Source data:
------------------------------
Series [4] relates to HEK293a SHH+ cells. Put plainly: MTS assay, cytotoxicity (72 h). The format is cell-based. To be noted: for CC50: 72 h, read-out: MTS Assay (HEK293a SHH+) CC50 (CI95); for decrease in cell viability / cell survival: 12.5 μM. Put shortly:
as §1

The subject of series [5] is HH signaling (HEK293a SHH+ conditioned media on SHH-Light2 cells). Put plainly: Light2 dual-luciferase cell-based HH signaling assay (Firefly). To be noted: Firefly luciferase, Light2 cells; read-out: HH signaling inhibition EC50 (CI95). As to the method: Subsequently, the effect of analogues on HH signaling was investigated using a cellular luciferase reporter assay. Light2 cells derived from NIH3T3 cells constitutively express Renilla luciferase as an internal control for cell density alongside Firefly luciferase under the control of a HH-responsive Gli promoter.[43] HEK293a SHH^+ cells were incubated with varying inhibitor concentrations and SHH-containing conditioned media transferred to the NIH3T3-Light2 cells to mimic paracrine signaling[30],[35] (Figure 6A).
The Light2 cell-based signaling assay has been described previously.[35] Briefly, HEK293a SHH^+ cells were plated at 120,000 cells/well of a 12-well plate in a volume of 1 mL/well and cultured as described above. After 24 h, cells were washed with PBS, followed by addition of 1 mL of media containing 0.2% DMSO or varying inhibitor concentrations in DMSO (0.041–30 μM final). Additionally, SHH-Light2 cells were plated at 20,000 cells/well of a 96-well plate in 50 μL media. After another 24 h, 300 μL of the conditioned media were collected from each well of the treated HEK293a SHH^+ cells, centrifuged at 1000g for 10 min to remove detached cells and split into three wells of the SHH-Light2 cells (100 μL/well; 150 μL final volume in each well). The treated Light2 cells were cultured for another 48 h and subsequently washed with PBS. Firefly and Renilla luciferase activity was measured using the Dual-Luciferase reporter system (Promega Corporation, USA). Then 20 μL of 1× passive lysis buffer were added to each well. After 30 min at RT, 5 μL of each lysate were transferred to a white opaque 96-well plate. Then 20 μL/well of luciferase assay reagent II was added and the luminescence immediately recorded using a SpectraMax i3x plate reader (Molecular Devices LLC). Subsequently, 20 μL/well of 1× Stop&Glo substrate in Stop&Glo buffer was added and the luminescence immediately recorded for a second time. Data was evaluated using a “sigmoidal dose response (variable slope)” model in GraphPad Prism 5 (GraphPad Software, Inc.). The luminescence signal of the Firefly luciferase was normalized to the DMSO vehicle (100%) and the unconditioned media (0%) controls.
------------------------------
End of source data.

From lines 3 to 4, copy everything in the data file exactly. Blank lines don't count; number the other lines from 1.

The subject of series [5] is HH signaling (HEK293a SHH+ conditioned media on SHH-Light2 cells). Put plainly: Light2 dual-luciferase cell-based HH signaling assay (Firefly). To be noted: Firefly luciferase, Light2 cells; read-out: HH signaling inhibition EC50 (CI95). As to the method: Subsequently, the effect of analogues on HH signaling was investigated using a cellular luciferase reporter assay. Light2 cells derived from NIH3T3 cells constitutively express Renilla luciferase as an internal control for cell density alongside Firefly luciferase under the control of a HH-responsive Gli promoter.[43] HEK293a SHH^+ cells were incubated with varying inhibitor concentrations and SHH-containing conditioned media transferred to the NIH3T3-Light2 cells to mimic paracrine signaling[30],[35] (Figure 6A).
The Light2 cell-based signaling assay has been described previously.[35] Briefly, HEK293a SHH^+ cells were plated at 120,000 cells/well of a 12-well plate in a volume of 1 mL/well and cultured as described above. After 24 h, cells were washed with PBS, followed by addition of 1 mL of media containing 0.2% DMSO or varying inhibitor concentrations in DMSO (0.041–30 μM final). Additionally, SHH-Light2 cells were plated at 20,000 cells/well of a 96-well plate in 50 μL media. After another 24 h, 300 μL of the conditioned media were collected from each well of the treated HEK293a SHH^+ cells, centrifuged at 1000g for 10 min to remove detached cells and split into three wells of the SHH-Light2 cells (100 μL/well; 150 μL final volume in each well). The treated Light2 cells were cultured for another 48 h and subsequently washed with PBS. Firefly and Renilla luciferase activity was measured using the Dual-Luciferase reporter system (Promega Corporation, USA). Then 20 μL of 1× passive lysis buffer were added to each well. After 30 min at RT, 5 μL of each lysate were transferred to a white opaque 96-well plate. Then 20 μL/well of luciferase assay reagent II was added and the luminescence immediately recorded using a SpectraMax i3x plate reader (Molecular Devices LLC). Subsequently, 20 μL/well of 1× Stop&Glo substrate in Stop&Glo buffer was added and the luminescence immediately recorded for a second time. Data was evaluated using a “sigmoidal dose response (variable slope)” model in GraphPad Prism 5 (GraphPad Software, Inc.). The luminescence signal of the Firefly luciferase was normalized to the DMSO vehicle (100%) and the unconditioned media (0%) controls.